Back at NMSU I used to go to dancing at Lake Valley with my best friend. She’s the one who turned me on to it. Her parents used to come along for the fun because they went to NMSU too, and they danced at Lake Valley (probably along with Bax).

I remember at the dance they used to charge a family rate of $20. My fill-in dad would gather up all us scraggly college kids, blonds, redheads, brunettes, short, tall, thin, stocky and all about the same age. He’d lead us to the door, point to our gang, tell ‘em that was his family, throw ‘em a twenty and we’d all get in.

You know, in our way, we were (and are) family. [insert my best wistful smile right here as I miss my best friend for like the hundredth time today, already]

The way Bax describes Lake Valley in his writing is just how I remember it. When I was dancing, it was with a band called The Rounders and they played the old songs. What a talented group, The Rounders. They even played at my best friend’s wedding. Now THAT was a party.

At the end of this post is a photo I found online. It’s how the schoolhouse used to look when it was still a school. Ok, imagine that, but with no desks and a lot more years on it. That’s pretty much how I remember. See that riser there at the end? Where the teacher would sit? That’s where the band would play. It was a long narrow room so we had to dance in a long oval. Like Bax said, as we danced, the floorboards would give under your feet and they weren’t particularly even and a few nail heads were popped up, so you had to mind your feet. But oh it was a hell of a good time.

I’ve never felt quite so free, happy and in touch with the simple easy joys in life as I did dancing at Lake Valley. I miss the feeling of flying I’d get dancing a polka with my very tall and very dear friend Larry. I loved the camaraderie of wrapping arm around arm and doing the Schottische and Cotton Eyed Joe (“stepped in what?”).

And, as Bax said, when the band took a break, we’d all migrate outside to cool off and dip into someone’s ice chest for food, beverages and the telling of a few good stories.

We were all community then. We were bound by our heritage and our lives in New Mexico. Under that bright moonlight we were all inextricably connected, and it felt so right.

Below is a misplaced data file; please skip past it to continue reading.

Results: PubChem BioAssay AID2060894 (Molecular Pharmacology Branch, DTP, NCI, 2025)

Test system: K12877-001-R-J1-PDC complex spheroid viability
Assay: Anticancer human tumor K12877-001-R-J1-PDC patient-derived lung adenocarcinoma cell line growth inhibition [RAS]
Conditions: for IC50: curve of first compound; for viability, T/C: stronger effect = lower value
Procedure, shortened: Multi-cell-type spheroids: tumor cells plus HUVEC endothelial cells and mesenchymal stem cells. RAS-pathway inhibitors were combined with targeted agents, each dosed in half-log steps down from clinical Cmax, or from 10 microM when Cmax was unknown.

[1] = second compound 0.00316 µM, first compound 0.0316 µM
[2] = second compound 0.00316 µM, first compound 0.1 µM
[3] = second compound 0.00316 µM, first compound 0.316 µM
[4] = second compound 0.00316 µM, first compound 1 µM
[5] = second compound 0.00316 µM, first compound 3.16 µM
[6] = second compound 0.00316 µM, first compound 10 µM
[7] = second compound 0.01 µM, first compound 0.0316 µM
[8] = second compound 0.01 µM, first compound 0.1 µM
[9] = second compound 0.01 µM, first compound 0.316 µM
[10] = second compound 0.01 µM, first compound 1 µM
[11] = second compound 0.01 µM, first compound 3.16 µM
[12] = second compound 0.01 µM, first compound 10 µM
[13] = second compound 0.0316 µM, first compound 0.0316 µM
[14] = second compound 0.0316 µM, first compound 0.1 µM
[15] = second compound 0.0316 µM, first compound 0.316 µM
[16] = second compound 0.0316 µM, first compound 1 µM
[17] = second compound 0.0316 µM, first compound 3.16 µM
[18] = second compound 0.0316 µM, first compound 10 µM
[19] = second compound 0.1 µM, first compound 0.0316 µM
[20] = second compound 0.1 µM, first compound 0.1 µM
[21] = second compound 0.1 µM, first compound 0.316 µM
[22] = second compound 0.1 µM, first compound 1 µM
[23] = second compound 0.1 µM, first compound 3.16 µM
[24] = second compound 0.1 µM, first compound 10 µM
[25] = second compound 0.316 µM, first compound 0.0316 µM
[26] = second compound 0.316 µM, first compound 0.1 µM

Ah the memories. If I let ‘em, they’ll take over my whole day.







Image from Living Ghost Towns.




And Around. And Around. And Around.

While sitting on my tuchus being completely idle this weekend (yay!) I flicked through my Twitter stream to get caught up on what is happening out there in Interwebs land.

I came across a tweet from Penn Jillette (one half of the famous duo Penn and Teller) that said, and I quote:

“You might not want to watch this. You really might not. It’s kinda sorta dangerous funny. It hurts. http://www.youtube.com/watch?v=cpfQSqfpuac

(if you are feeling like a laugh, go on and do a click for yourself).

So because I love and trust Penn and I needed a laugh, I clicked the link. What I found was a Taylor Swift video for the song “I Knew You Were Trouble” and in some of the high wailing parts, someone had substituted a bleating goat for the vocals.

I watched it three times. It was indeed very funny.

Just for the sake of reference, I then watched the actual video from Taylor Swift for “I Knew You Were Trouble” (well most of it anyway) and as I watched her writhing around in the dirt, I wondered to myself who this song had been written about.

It’s fairly well known that Ms. Swift likes to write such songs about broken romances. A quick Google search led me to the answer. Mr. Trouble turns out to be Harry Styles from the Brit pop boy band One Direction.

Now, as an over forty year old woman, Mr. Styles doesn’t look like an ounce of trouble to me, but I suppose I understand where she’s coming from. Who among us ladies hasn’t written pages and pages of journal entries about a romance gone wrong and maybe even some bad poetry too? I certainly have, I just didn’t have the platform that Ms. Swift enjoys for such endeavors. But I totally support her right to say what’s on her mind and be super angsty about it too.

So now that I knew Harry Styles of One Direction (by the way, doesn’t Hairy Styles sound like an awesome name for a barber shop?) was the object of this sad song, I recalled that my kid sister-in-law (not so much a kid anymore, she’s 13, it’s a long story) absolutely looooves One Direction, though her affections tend to lean toward one Mr. Liam Payne.